You need to take all possible combinations of the remainders. For example, x = 2, and y = 0, provide a solution mod 7.

]]>The squares mod 7 are 0,1,4,2,2,4,1, …

The differences mod 7 are 0,0,0,3,0,6,5, …

Since 4 doesn’t appear in the list of differences,

doesn’t that mean considering modulo 7 works just as well as 11?

This has been discussed for instance in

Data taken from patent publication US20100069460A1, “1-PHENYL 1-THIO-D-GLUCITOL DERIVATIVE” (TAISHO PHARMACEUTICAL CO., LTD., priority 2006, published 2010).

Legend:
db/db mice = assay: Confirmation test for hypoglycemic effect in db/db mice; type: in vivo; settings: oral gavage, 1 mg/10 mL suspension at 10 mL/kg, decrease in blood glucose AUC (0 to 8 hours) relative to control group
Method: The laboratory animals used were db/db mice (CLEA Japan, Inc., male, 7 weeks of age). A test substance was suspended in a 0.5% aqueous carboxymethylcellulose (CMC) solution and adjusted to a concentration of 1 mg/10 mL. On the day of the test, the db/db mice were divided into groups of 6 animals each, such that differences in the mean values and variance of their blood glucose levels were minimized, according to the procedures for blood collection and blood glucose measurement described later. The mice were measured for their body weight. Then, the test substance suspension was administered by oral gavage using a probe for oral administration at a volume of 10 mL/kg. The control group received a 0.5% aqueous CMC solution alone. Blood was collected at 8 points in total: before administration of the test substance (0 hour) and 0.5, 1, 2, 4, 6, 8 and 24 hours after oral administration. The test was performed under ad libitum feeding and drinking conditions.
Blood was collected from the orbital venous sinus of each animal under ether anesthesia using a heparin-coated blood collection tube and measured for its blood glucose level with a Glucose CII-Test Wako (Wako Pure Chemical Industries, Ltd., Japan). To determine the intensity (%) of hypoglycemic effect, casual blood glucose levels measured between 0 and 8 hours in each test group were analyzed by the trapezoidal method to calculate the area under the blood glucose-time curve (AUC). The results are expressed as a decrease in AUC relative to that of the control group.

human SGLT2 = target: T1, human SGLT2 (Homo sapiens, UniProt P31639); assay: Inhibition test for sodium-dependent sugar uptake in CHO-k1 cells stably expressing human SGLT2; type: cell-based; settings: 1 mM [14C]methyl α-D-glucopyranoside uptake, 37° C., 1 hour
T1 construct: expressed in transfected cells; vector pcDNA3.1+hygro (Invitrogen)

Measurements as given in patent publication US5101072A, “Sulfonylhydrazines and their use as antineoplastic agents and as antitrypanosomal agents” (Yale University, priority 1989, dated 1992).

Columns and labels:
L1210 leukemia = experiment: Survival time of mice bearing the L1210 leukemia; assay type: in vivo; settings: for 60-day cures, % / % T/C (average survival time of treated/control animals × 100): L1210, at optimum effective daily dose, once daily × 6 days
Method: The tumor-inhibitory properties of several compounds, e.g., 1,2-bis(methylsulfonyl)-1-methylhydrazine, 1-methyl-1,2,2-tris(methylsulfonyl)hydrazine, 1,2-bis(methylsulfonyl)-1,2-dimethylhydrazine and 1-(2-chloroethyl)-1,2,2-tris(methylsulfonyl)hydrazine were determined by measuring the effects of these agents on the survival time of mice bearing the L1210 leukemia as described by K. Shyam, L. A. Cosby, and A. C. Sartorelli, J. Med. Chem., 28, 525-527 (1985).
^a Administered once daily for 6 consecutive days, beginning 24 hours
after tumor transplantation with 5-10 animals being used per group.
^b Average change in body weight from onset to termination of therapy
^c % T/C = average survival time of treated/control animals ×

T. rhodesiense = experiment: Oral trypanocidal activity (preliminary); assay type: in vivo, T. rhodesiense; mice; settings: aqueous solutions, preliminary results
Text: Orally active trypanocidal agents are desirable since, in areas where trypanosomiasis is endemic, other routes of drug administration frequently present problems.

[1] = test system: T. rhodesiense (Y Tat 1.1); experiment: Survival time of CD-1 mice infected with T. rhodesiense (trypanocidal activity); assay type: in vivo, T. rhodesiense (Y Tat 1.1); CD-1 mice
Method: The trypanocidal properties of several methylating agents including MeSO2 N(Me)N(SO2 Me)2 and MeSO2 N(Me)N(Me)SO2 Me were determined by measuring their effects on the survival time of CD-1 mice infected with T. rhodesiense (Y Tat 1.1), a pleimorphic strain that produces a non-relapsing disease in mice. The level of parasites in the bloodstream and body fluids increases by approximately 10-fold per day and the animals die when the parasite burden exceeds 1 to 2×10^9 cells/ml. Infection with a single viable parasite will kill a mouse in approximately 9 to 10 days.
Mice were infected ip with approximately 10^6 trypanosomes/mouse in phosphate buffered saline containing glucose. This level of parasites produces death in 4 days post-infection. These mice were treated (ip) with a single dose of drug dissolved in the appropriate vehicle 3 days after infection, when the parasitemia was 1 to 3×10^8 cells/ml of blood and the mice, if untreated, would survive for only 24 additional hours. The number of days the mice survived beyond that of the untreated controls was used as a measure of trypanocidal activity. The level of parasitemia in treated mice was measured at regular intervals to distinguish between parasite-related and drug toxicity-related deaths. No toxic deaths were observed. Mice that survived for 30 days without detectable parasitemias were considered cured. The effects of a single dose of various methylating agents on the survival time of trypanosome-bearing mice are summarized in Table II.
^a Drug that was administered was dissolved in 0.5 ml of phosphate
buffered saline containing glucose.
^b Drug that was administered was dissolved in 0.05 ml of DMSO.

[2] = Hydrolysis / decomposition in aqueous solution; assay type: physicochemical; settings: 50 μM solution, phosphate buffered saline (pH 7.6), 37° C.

T. Mautsch, G.J. Woeginger

The sum of a cube and a fourth power

Crux Mathematicorum 34 (2008), pp 358-361

Here is a related problem, for which only modulus 13 (and its multiples) works:

Do there exist 20 consecutive integers, that can all be written as the

sum of a cube and a fourth power?